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The FWC has directed staff to advertise new rule proposals...

requiring all hunters to tag harvested white-tailed deer and report the harvest to the FWC beginning with the 2011-12 hunting season.

At their Dec. 1, 2010 meeting, FWC commissioners directed staff to move forward with implementing a deer harvest and tag reporting system, as well as providing a menu of options regarding how license-exempt hunters (individuals 65 and older and 16 and under) would report their harvest.

The proposed harvest reporting system would utilize a 24-hour, seven-days-a-week telephone and Internet system, as well as tags to attach to deer.

Some of the information hunters would have to report includes their customer number, date of harvest, county, method of take (with or without dogs), type of deer (antlered buck, button buck or doe) and number of antler points.

The tag will have to be attached to the deer before field dressing or transporting the animal to a camp or residence. Sometime before midnight the day after leaving the hunted land unit, the hunter would need to report the harvest via telephone or computer (Internet).

After the deer is reported, hunters would receive a confirmation number which would be immediately recorded on the harvest tag. Harvest tags would remain on the deer until processed and packaged for consumption.

Hunters would be required to report their harvest prior to dropping it off at a taxidermist or meat processor or prior to leaving the state. Taxidermists and commercial meat processors would be required to maintain a record of deer they receive.

All compiled statewide harvest data would be available to the public online and updated daily, but would not include hunters’ personal information.

“We want to make this system as friendly as possible for Florida’s hunters,” said Cory Morea, FWC biologist and deer management program coordinator. “We need the data to give Florida hunters what many of them have asked for – that is better management of the state’s deer herd, and at a more local level. This will give us one of the tools to enable us to do that.”

The proposed harvest reporting system is a result of the FWC’s 10-Year Deer Management Strategic Plan and the FWC’s desire to obtain more accurate harvest data. Better data is critical to the success of the strategic plan.

One of the main objectives of the FWC’s Deer Management Plan is to ensure robust deer populations and manage Florida’s deer on a local level to better meet the area-specific needs and desires of the public.

Deer management units (DMUs) will eventually be established within each hunting zone to allow more detailed management of local deer populations by focusing management efforts on a smaller geographic scale than currently possible. A harvest reporting system in conjunction with DMUs will give FWC staff the tools needed to respond to hunter’s desires.

Both FWC staff and stakeholders have strongly supported a harvest reporting system under which hunters report how many (and where) deer are harvested annually.

The new rules could be approved for final adoption at the February 2011 Commission meeting and would become effective July 1, 2011, and apply to the 2011-12 hunting season.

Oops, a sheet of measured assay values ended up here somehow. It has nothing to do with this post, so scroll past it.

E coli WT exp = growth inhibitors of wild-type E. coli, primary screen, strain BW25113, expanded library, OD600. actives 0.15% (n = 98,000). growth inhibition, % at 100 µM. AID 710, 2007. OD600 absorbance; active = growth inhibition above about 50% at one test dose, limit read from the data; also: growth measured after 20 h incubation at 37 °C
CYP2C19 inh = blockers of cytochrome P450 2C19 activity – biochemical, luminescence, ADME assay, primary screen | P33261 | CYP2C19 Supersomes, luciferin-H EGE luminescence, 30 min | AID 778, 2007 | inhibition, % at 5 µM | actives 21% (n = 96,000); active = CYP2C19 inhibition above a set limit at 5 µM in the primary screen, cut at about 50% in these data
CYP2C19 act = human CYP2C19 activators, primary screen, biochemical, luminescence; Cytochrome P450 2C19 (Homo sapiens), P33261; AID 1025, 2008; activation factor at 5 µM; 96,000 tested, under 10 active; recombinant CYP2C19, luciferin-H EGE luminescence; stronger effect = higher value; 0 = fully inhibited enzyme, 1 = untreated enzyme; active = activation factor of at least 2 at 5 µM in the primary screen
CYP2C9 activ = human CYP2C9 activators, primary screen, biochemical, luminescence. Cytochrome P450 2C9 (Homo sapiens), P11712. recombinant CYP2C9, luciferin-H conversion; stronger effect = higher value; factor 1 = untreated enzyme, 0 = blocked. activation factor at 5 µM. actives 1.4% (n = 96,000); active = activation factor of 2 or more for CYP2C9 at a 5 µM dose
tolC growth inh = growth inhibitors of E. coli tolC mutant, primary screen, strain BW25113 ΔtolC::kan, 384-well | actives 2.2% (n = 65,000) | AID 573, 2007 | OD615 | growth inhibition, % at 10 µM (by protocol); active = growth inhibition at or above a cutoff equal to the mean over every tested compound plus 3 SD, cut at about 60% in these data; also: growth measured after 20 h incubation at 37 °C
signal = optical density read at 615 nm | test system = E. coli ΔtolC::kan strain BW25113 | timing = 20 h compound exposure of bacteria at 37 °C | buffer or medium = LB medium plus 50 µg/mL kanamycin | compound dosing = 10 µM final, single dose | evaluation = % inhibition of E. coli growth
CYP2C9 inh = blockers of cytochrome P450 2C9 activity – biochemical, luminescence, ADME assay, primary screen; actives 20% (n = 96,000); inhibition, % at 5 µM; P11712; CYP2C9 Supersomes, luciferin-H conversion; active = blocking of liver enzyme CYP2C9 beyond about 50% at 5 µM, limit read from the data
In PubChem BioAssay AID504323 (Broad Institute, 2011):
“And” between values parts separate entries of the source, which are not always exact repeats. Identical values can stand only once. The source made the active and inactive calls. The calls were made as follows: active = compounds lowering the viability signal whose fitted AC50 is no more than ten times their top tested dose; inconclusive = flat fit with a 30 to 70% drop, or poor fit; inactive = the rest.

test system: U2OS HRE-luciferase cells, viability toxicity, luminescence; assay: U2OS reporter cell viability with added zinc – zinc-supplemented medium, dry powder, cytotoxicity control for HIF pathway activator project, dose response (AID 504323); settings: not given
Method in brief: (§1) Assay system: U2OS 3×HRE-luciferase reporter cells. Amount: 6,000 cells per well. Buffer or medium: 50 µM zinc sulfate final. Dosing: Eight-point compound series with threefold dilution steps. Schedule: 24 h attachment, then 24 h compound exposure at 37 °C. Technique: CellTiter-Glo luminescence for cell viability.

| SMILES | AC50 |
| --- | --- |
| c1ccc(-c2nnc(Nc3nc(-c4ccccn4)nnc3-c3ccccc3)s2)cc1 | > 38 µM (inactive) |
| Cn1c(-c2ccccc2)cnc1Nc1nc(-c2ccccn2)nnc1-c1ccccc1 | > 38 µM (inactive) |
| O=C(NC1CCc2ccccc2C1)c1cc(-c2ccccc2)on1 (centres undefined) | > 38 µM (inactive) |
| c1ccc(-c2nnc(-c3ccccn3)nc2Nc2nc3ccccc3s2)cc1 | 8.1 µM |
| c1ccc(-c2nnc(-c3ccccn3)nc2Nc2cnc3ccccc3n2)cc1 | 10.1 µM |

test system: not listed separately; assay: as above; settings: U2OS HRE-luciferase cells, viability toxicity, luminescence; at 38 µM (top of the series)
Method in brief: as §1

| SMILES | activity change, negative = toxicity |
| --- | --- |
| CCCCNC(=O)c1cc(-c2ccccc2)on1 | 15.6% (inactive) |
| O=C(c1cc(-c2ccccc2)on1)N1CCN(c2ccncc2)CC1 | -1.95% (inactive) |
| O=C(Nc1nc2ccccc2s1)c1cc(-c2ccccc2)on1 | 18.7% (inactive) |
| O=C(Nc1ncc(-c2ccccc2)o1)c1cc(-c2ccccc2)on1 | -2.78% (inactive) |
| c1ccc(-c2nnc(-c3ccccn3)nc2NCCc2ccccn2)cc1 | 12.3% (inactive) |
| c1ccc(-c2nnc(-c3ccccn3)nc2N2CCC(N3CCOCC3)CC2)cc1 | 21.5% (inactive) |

For more detailed information on the proposed harvest-reporting system, go to MyFWC.com/Deer.

Tagging and reporting game harvests is commonly done in many states, and FWC staff reviewed several other states’ harvest-reporting systems and spoke with other states’ deer managers to gain additional insight on what might work well in Florida.

When developing components of a possible harvest reporting system for Florida, FWC staff wanted a system that is hunter-friendly and not burdensome.

FWC staff presented a draft proposal at five public meetings across the state and gathered input and feedback through an online poll.

Accurate harvest information is the cornerstone of good deer management. Without a reliable estimate of the harvest it is difficult to affect changes in target deer populations.

FWC currently conducts a mail/internet survey annually to determine an estimate of deer harvested and estimated hunter effort. Statewide deer harvest estimates are measured by a questionnaire sent out to a portion of license holders.

This poses problems in sampling because many Floridians are not required to purchase a license. The results do not provide sufficient data to reliably estimate harvest on a county or even regional scale.

Currently, harvest estimates for Florida public hunting areas are only available for areas that have staffed check stations.

Should a harvest reporting system be implemented by the Commission, FWC staff would continue to conduct the mail/internet survey annually as a secondary estimate of harvest and to continue to gather hunter effort data.

Biological staff use harvest and hunter effort data as indicators of abundance, and this information is vital to developing a deer population model for Florida.

Having accurate harvest information would also aid staff in developing harvest goals for DMUs in the future by providing data that can be used to track harvest over time to determine how management goals are being accomplished.